If you’ve identified a DAR qualifying line, it’s time to start gathering the documents. What do you need to provide?
It depends on what’s already on file. But here are the basics…
Rule #1 – if that generation or individual is already considered “proved” by DAR, do not send any documentation unless you have new information, such as an exact date of death.
Rule #2 – For generations 1-3, you must document birth, marriage and death using vital records (provided they exist) for both spouses. If a record does not exist, get a “no record found” letter from the office where the records should be stored. Be prepared to provided additional marriage certificates if the woman’s name has changed and the long form version of all birth certificates (the one that lists the parents). Caveat: if the death certificate lists date and place of birth and parents’ names, you may not need to provide the birth certificate.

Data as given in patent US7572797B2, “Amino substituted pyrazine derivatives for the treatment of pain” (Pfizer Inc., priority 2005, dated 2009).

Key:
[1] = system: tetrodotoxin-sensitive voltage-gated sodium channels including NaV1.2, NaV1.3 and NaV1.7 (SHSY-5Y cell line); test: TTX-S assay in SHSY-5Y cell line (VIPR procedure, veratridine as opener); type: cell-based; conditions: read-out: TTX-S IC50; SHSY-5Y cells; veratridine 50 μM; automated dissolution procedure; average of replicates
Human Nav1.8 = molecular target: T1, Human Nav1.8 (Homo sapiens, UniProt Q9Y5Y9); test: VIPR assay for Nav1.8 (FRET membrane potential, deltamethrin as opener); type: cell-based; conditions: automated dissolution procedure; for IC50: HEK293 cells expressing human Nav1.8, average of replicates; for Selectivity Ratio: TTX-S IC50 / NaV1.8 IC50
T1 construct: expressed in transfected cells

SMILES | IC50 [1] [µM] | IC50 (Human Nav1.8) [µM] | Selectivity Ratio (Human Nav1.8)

Rule #3- For generations 4-patriot, you must provide some documentation of birth, marriage, death, and the connection between generations. Vital records are preferred and may be required where they exist. If they do not exist, other records are permitted. Deeds, probate files, pension files, and church records can all be used. Family histories without source citations generally cannot. You must document at least one complete date and place (birth or death) for each individual in each generation.
Rule #4 – For the patriot, you must document birth, death, and marriage using the best available sources. If it is not already documented, you will need to document service and residency during the War.
Questions? Feel overwhelmed? Contact us.